(Of course, an absence of strange feather wear wouldn't necessarily mean the bird had not been in captivity, as it all depends on the conditions the bird is kept).
 

HokkaidoStu

occasional moderator
Staff member
Supporter
I think it would be important to check the very first photos obtained of this bird to see it the tail was already like that when the bird was first found.

It was first seen in late December 2013 and I first saw it on January 2nd 2014. Here are 4 photos, the 1st on Jan 2nd and the rest on other dates up to Jan 20th.
 

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HokkaidoStu

occasional moderator
Staff member
Supporter
Hokaidostu, I find the remarks by Peter about moulted cover most interesting, do you have a pic of the bird as late in season as possible?

Here are 4 photos from the end of the season. The first 3 were taken April 6/7 and the last one atop the telephone pole was April 13th, the last date the bird was seen by me.
 

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RafaelMatias

Unknown member
Portugal
Many thanks. Your photos suggest/indicate the tail was already damaged since it was first found. Obviously not conclusive for anything, but it's an extra bit of info. A beautiful bird, nevertheless.
 

HokkaidoStu

occasional moderator
Staff member
Supporter
Thanks for all the replies by the way. I appreciate it and would like to get to the bottom of this bird's origin.

It survived quite nicely that winter and regularly hunted large gulls successfully as well as a Short-eared Owl which was killed and eaten much to the shock of the local birders.........

A large female Peregrine regularly occurs in that area in winter which was also chased off (at least the Gyr/hybrid/whatever-it-is didn't try to breed with it!).

All my photos of the bird can be found here by the way. I spent a lot of time with it and took a lot of photos...........luckily it was quite a long time ago and I'll be able to see the funny side if it is an escaped hybrid.

It'll make finding a real Gyr even more satisfying......................!
 

P.Sunesen

Well-known member
Thanks for all the replies by the way. I appreciate it and would like to get to the bottom of this bird's origin.

It survived quite nicely that winter and regularly hunted large gulls successfully as well as a Short-eared Owl which was killed and eaten much to the shock of the local birders.........

A large female Peregrine regularly occurs in that area in winter which was also chased off (at least the Gyr/hybrid/whatever-it-is didn't try to breed with it!).

All my photos of the bird can be found here by the way. I spent a lot of time with it and took a lot of photos...........luckily it was quite a long time ago and I'll be able to see the funny side if it is an escaped hybrid.

It'll make finding a real Gyr even more satisfying......................!

Clearly the tail was damaged when the bird was first seen in said area.

I took this for granted, since such wear/damage very rarely occurs in wild Gyr/Sakers no matter if the young grew up on a rock-ledge or in a nest made of twigs.

One interesting facet of the many brilliant fotos, is the way you can follow the progress of the moulting body feathers and wing coverts.

The fresh latter ones are noticeably darker than the remaining, juvenile ones.

Peter
 

tconzemi

Tom
Supporter
Europe
Clearly the tail was damaged when the bird was first seen in said area.

I took this for granted, since such wear/damage very rarely occurs in wild Gyr/Sakers no matter if the young grew up on a rock-ledge or in a nest made of twigs.

One interesting facet of the many brilliant fotos, is the way you can follow the progress of the moulting body feathers and wing coverts.

The fresh latter ones are noticeably darker than the remaining, juvenile ones.

Peter

Peter, thanks for the valuable information on second plumage Saker coverts, I wasn’t aware about that :t::t:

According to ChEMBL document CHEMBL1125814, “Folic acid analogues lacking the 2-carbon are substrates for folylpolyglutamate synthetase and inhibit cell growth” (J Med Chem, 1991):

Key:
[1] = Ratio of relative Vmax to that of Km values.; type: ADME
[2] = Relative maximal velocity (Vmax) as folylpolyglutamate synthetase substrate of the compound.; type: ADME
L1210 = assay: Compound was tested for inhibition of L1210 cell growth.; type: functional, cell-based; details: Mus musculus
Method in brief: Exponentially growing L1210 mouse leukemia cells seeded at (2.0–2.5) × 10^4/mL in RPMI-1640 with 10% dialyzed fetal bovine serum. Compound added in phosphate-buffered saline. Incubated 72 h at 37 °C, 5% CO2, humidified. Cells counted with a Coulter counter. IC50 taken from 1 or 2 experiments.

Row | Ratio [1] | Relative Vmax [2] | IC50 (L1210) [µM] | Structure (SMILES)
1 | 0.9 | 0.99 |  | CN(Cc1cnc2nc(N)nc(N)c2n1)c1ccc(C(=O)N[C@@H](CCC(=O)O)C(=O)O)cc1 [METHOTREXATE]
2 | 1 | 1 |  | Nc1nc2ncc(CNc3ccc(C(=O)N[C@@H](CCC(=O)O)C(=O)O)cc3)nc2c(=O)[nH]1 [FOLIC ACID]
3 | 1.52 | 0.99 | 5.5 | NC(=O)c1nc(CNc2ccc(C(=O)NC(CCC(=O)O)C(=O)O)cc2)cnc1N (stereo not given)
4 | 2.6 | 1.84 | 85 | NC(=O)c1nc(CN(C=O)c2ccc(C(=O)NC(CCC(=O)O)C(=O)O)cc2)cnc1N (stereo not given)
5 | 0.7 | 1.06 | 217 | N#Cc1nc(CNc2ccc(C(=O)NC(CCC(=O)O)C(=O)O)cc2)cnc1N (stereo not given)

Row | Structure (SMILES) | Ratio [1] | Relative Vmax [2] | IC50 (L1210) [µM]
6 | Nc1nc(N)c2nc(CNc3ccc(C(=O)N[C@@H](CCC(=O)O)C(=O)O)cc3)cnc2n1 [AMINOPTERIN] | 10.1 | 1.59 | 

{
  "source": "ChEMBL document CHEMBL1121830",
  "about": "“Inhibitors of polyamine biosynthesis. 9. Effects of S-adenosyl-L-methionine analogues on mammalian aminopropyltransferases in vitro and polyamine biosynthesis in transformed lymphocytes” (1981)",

Patudo

Well-known member
Hi all... It would be interesting to know where this bird might have originated (if it is in fact a hybrid?). Are there many practising falconers on Hokkaido and would many/any be flying gyr hybrids? Indeed, are hybrid falcons allowed to be flown in Japan period, and if so, are they bred by Japanese breeders or imported?

(By the way, Stu - those are amazing photos!)

Cheers,
patudo
 
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HokkaidoStu

occasional moderator
Staff member
Supporter
Hi all... It would be interesting to know where this bird might have originated (if it is in fact a hybrid?). Are there many practising falconers on Hokkaido and would many/any be flying gyr hybrids? Indeed, are hybrid falcons allowed to be flown in Japan period, and if so, are they bred by Japanese breeders or imported?

(By the way, Stu - those are amazing photos!)

Cheers,
patudo

I contacted the Japanese Falconers Association but have had no reply as of yet.................the website didn't look like it has been updated for a while however so i'm not holding my breath.
 

Andy Adcock

Well-known member
England
Hi all... It would be interesting to know where this bird might have originated (if it is in fact a hybrid?). Are there many practising falconers on Hokkaido and would many/any be flying gyr hybrids? Indeed, are hybrid falcons allowed to be flown in Japan period, and if so, are they bred by Japanese breeders or imported?

(By the way, Stu - those are amazing photos!)

Cheers,
patudo

See from post 18



A
 

Bryon Wright

Well-known member
Hi,
all still bemused by this. No one seemed to mention that as much as the tail-feathers were bedraggled the primaries were immaculate and still had those little pointed tips. The tail looked if the bird had been kept in a confined space rather than a cage but of course this is mere speculation.
 

RafaelMatias

Unknown member
Portugal
Hi,
all still bemused by this. No one seemed to mention that as much as the tail-feathers were bedraggled the primaries were immaculate and still had those little pointed tips. The tail looked if the bird had been kept in a confined space rather than a cage but of course this is mere speculation.

See e.g. post 29.
It's interesting that there are no signs of heavy abrasion on wing feathers, but perhaps not meaningfully.
 
ZEISS. Discover the fascinating world of birds, and win a birding trip to Columbia
ZEISS. Discover the fascinating world of birds, and win a birding trip to Colombia
ZEISS. Discover the fascinating world of birds, and win a birding trip to Colombia